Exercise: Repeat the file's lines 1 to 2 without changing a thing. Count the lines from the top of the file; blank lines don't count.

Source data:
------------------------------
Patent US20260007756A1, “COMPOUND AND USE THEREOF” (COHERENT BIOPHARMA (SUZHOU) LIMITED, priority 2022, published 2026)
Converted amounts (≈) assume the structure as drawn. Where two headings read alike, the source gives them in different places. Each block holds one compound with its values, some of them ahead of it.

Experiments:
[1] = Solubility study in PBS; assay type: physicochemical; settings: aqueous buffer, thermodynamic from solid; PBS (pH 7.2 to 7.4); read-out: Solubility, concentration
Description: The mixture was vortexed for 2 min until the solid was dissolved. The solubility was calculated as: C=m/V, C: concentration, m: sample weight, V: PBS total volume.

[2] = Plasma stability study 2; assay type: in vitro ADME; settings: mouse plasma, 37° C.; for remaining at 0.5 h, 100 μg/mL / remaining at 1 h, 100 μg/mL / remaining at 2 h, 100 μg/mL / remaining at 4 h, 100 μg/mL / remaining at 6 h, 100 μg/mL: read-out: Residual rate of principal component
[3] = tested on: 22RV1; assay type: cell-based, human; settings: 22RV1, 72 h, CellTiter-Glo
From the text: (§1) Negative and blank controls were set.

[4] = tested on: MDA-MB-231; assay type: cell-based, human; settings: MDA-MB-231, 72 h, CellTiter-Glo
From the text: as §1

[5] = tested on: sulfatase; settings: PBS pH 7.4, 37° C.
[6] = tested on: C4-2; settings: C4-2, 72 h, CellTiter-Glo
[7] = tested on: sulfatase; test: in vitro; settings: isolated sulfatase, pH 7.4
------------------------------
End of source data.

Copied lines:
Patent US20260007756A1, “COMPOUND AND USE THEREOF” (COHERENT BIOPHARMA (SUZHOU) LIMITED, priority 2022, published 2026)
Converted amounts (≈) assume the structure as drawn. Where two headings read alike, the source gives them in different places. Each block holds one compound with its values, some of them ahead of it.